Starting in the 1930s, the Communists made a conscious effort to free peasant women from their subjugation to fathers, husbands, and in-laws. In 1950, now in government, they passed the Marriage Law of 1950 giving women full legal equality to men inside the family. When it came into conflict with the realities of the lives of poor peasants, opposition developed. The surge in divorces created the most attention. Since the law gave women equal rights to the land as part of the requirement for their emancipation, upon divorce the woman kept her land allotment and equal share of any property gained during marriage. This undermined the new land reform movement in which the central purpose was to provide economic justice to the poor exploited male peasants. Men complained that they stood to lose both their wives and their property.
By 1958, however, the government needed women's labor as it tried to increase industrial production in a campaign called the Great Leap Forward. In rural areas farmers were mobilized into communes. In 1960, Li Kuei-ying, who was an official in the Liu Ling village People's Commune, told of her efforts to bring commune families in line with the expectations of the changing society.
I was head of the women's organization in Liu Ling from 1955 to 1961....[One task] was to give help and give advice over marriage or other problems of wedded life....That was when Tuan Fu-yin's eighteen-year-old daughter, Tuan Ai-chen, fell in love with a boy from Seven-mile Village. But her parents refused to let her marry. They said that the boy was poor and that they wanted her to marry someone better off. One evening Tuan Ai-chen came to me and wept and complained. I went with her to her cave and talked to her parents. I said to them: You have no right to prevent your daughter from marrying, you know that, don't you? Purchase marriage is not allowed in the new society. It is a crime to sell your daughter these days. Before you could sell your daughter like a cow, but you can't do that any longer. I told them about the things that used to happen in the old days, about girls drowning themselves in wells, of girls hanging themselves and that sort of thing, about all the unhappiness purchase marriage caused. At first, Tuan Fu-yin tried to stand up to me. He said: I had to pay dearly for my wife. Now I have been giving this girl food and clothes. I have brought her up and she just goes off. It isn't right. I just lose and lose all the time. I must get something back of all the money I have laid out on her. If she can't fall in love with a man who can pay back what she cost, then it isn't right for her to marry....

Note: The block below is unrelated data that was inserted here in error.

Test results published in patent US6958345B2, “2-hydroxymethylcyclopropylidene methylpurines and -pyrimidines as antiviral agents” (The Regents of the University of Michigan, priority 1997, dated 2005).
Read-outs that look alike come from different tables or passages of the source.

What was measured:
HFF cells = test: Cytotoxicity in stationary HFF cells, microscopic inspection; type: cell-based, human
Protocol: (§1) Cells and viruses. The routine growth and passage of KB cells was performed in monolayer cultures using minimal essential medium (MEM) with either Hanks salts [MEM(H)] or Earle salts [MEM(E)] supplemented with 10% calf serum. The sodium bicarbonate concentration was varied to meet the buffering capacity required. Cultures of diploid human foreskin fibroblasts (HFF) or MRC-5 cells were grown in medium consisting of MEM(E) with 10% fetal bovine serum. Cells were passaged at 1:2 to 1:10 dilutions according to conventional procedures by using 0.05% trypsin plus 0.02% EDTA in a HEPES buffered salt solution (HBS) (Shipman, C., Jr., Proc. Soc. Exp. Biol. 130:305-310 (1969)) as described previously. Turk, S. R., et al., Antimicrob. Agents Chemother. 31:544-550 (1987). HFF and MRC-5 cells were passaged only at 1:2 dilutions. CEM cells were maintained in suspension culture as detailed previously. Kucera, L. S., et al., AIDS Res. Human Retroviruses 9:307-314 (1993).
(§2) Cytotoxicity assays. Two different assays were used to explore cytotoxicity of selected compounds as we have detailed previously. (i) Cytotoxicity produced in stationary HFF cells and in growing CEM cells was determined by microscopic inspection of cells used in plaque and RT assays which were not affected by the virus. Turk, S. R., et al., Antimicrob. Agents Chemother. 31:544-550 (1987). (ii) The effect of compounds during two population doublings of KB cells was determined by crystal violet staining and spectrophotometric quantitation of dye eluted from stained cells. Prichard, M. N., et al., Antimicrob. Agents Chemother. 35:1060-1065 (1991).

In the end I said: You don't live badly in the new society. If you ever have difficulties, your daughter and son-in-law will help you. They are not rich, but they won't refuse to help you. Then they replied: We must think about it. The next time I went there, only the girl's mother was at home. She had thought about it and she now told me her own story .... She said: I was sold to Tuan Fu-yin when I was a little girl. I was sold in the same way you sell a goat. But my parents got a lot for me. Tuan's father had to take out a loan. That made them nasty to me. I was forced to work hard so as to make the loan worth while. They were all nagging at me. I can remember how much I used to cry. Now that I think of that, I don't want my daughter to marry someone she can't like. Then she wept. Tuan Fu-yin didn't say anything more.
Source: Jan Myrdal, Report from a Chinese Village, Pantheon Books, 1965.